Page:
2. 2112. 1976. 5 stars. It should have failed, with no hit single and half the album a sprawling narrative of science fiction. But against every odd 2112 gave Rush sudden fame. It marked the clear point at which their hard Zeppelin and cerebral progressive styles — which had clashed rather badly on Fly by Night and Caress of Steel — came together just right. The 20-minute title track “2112” is about a guy living in a controlled future with no art, music, or creativity; he finds a strange device (a guitar) in a cave behind a waterfall, and after learning how to play it he takes it to the music-hating priests who are the overlords; the priests destroy the guitar, telling him that music was the evil that almost destroyed humanity; he then kills himself in martyrdom. The side helpings are frankly almost as good, especially “A Passage to Bangkok”, dealing with marijuana tourism, and “Lessons”, the only Rush song composed entirely by Alex Lifeson. 2112 is Rush’s best album and my third favorite prog album, after Selling England by the Pound (Genesis) and Wish You Were Here (Floyd).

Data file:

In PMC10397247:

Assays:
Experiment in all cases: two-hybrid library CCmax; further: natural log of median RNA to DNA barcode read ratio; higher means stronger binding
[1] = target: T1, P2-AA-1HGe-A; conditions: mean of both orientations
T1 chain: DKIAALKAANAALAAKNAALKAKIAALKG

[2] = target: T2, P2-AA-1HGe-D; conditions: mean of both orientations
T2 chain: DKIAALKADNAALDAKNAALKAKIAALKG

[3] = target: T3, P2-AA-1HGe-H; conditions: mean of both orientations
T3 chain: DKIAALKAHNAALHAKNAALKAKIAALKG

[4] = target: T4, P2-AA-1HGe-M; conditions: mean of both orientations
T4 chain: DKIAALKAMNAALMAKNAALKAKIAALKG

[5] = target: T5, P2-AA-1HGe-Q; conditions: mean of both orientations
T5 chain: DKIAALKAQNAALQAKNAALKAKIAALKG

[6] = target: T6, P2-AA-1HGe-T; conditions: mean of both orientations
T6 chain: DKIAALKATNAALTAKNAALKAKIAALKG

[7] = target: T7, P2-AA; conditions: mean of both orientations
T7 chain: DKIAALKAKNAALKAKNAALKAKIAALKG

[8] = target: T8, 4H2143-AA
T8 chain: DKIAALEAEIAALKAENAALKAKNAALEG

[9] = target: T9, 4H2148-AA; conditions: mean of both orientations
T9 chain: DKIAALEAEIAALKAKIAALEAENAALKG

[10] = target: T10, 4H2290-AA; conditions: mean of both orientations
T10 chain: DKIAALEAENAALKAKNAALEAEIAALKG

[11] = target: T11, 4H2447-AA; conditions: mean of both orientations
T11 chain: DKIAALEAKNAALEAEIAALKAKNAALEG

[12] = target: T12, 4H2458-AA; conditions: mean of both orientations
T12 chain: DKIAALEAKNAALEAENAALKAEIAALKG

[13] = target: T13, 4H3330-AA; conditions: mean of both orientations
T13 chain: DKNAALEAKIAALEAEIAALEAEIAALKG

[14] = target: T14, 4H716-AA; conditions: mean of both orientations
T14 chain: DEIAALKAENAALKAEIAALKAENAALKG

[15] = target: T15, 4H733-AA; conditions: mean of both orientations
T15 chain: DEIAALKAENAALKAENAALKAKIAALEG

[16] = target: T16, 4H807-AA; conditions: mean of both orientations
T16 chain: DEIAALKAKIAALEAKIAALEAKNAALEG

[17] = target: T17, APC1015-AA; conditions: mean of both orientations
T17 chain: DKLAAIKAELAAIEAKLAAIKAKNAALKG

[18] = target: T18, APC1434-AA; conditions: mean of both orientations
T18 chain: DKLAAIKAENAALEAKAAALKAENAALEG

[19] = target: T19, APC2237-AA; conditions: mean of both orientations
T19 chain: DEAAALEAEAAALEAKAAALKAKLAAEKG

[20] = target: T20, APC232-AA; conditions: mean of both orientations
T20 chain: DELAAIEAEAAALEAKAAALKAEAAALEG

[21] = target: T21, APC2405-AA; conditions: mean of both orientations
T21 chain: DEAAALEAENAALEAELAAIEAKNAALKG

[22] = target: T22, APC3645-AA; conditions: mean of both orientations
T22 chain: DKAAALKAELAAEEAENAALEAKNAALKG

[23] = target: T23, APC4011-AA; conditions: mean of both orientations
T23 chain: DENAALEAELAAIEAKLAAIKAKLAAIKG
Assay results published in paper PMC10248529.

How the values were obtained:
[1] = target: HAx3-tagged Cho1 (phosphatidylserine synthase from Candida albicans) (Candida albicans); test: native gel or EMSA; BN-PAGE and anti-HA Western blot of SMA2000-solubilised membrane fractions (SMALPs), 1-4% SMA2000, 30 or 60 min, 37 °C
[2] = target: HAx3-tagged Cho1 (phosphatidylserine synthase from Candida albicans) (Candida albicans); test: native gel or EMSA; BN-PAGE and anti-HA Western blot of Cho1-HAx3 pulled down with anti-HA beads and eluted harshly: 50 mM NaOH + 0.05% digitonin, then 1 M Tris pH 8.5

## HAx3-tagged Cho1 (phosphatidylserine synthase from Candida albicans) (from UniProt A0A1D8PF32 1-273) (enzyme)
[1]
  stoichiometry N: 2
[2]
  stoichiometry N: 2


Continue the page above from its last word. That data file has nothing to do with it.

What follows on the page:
Best Tracks: 2112, Passage to Bangkok, Lessons.

3. Moving Pictures. 1981. 5 stars. Most critics give it pride of place, and you can understand why. Seriously, who hasn’t heard every song on Moving Pictures? It’s one great track after another. “Tom Sawyer” remains the band’s signature song, “Limelight” laments the oppression of fame, “Witch Hunt” examines mob violence, and “The Camera Eye” swirls with atmospheric odes to New York and London. If you haven’t heard Moving Pictures at all, you probably live at the North Pole. It’s the record that fired up rock fans, whether or not they ever liked Rush before, and is timeless in the purest sense. The album cover still makes me wonder. Is it a sly statement against socialism? One pair of movers is taking away religion, the other two pairs are bringing in a state-controlled economy (dogs playing poker) and Satanic practices (a naked man’s submission to a pentagram), whilst a horrified woman looking on is being “comforted” by a Russian official.

Best Tracks: Limelight, Witch Hunt, The Camera Eye, Vital Signs.